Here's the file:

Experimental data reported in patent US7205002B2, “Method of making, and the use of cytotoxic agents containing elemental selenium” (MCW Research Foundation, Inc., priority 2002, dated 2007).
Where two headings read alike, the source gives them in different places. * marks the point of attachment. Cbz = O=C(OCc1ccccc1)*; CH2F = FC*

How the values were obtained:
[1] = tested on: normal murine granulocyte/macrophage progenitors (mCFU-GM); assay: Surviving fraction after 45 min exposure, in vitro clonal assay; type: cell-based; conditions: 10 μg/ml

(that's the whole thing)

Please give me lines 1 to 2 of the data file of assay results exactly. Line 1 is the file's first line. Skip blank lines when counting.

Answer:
Experimental data reported in patent US7205002B2, “Method of making, and the use of cytotoxic agents containing elemental selenium” (MCW Research Foundation, Inc., priority 2002, dated 2007).
Where two headings read alike, the source gives them in different places. * marks the point of attachment. Cbz = O=C(OCc1ccccc1)*; CH2F = FC*